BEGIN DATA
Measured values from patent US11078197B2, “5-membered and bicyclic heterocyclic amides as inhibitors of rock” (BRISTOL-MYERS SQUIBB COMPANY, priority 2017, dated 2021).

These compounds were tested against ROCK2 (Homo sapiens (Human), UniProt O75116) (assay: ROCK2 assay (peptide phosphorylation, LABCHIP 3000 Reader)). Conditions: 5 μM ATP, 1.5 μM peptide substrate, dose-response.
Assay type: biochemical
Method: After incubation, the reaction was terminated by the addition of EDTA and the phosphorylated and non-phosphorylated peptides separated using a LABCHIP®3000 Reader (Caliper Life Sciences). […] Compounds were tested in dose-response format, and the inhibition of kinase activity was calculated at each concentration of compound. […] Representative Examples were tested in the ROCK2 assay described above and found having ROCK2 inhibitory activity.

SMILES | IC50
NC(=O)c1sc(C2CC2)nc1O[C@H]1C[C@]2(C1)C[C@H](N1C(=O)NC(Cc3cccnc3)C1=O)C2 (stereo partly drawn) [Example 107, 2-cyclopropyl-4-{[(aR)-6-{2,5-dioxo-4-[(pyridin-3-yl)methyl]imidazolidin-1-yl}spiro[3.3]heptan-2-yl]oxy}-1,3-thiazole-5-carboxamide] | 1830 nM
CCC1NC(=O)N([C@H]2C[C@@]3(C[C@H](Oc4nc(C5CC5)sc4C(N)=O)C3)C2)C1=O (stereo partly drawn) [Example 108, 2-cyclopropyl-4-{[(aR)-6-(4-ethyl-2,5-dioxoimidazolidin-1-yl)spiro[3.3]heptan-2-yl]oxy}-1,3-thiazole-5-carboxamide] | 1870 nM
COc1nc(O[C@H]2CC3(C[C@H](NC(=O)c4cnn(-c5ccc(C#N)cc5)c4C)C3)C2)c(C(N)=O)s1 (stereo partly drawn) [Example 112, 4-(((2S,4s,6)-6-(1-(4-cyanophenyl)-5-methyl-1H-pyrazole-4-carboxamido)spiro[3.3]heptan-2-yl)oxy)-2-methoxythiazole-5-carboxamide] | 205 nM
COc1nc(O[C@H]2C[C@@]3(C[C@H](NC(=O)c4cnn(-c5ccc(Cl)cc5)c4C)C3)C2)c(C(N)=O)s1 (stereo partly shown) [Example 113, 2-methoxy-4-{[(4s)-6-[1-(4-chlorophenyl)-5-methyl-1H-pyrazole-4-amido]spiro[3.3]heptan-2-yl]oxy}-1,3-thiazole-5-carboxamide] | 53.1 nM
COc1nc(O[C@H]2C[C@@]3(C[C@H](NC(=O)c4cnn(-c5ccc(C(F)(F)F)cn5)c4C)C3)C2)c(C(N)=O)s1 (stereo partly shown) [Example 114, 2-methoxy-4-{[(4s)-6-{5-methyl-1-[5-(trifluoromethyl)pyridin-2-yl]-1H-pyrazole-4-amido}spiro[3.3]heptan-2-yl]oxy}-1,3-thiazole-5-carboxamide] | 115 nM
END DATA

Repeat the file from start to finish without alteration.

Measured values from patent US11078197B2, “5-membered and bicyclic heterocyclic amides as inhibitors of rock” (BRISTOL-MYERS SQUIBB COMPANY, priority 2017, dated 2021).

These compounds were tested against ROCK2 (Homo sapiens (Human), UniProt O75116) (assay: ROCK2 assay (peptide phosphorylation, LABCHIP 3000 Reader)). Conditions: 5 μM ATP, 1.5 μM peptide substrate, dose-response.
Assay type: biochemical
Method: After incubation, the reaction was terminated by the addition of EDTA and the phosphorylated and non-phosphorylated peptides separated using a LABCHIP®3000 Reader (Caliper Life Sciences). […] Compounds were tested in dose-response format, and the inhibition of kinase activity was calculated at each concentration of compound. […] Representative Examples were tested in the ROCK2 assay described above and found having ROCK2 inhibitory activity.

SMILES | IC50
NC(=O)c1sc(C2CC2)nc1O[C@H]1C[C@]2(C1)C[C@H](N1C(=O)NC(Cc3cccnc3)C1=O)C2 (stereo partly drawn) [Example 107, 2-cyclopropyl-4-{[(aR)-6-{2,5-dioxo-4-[(pyridin-3-yl)methyl]imidazolidin-1-yl}spiro[3.3]heptan-2-yl]oxy}-1,3-thiazole-5-carboxamide] | 1830 nM
CCC1NC(=O)N([C@H]2C[C@@]3(C[C@H](Oc4nc(C5CC5)sc4C(N)=O)C3)C2)C1=O (stereo partly drawn) [Example 108, 2-cyclopropyl-4-{[(aR)-6-(4-ethyl-2,5-dioxoimidazolidin-1-yl)spiro[3.3]heptan-2-yl]oxy}-1,3-thiazole-5-carboxamide] | 1870 nM
COc1nc(O[C@H]2CC3(C[C@H](NC(=O)c4cnn(-c5ccc(C#N)cc5)c4C)C3)C2)c(C(N)=O)s1 (stereo partly drawn) [Example 112, 4-(((2S,4s,6)-6-(1-(4-cyanophenyl)-5-methyl-1H-pyrazole-4-carboxamido)spiro[3.3]heptan-2-yl)oxy)-2-methoxythiazole-5-carboxamide] | 205 nM
COc1nc(O[C@H]2C[C@@]3(C[C@H](NC(=O)c4cnn(-c5ccc(Cl)cc5)c4C)C3)C2)c(C(N)=O)s1 (stereo partly shown) [Example 113, 2-methoxy-4-{[(4s)-6-[1-(4-chlorophenyl)-5-methyl-1H-pyrazole-4-amido]spiro[3.3]heptan-2-yl]oxy}-1,3-thiazole-5-carboxamide] | 53.1 nM
COc1nc(O[C@H]2C[C@@]3(C[C@H](NC(=O)c4cnn(-c5ccc(C(F)(F)F)cn5)c4C)C3)C2)c(C(N)=O)s1 (stereo partly shown) [Example 114, 2-methoxy-4-{[(4s)-6-{5-methyl-1-[5-(trifluoromethyl)pyridin-2-yl]-1H-pyrazole-4-amido}spiro[3.3]heptan-2-yl]oxy}-1,3-thiazole-5-carboxamide] | 115 nM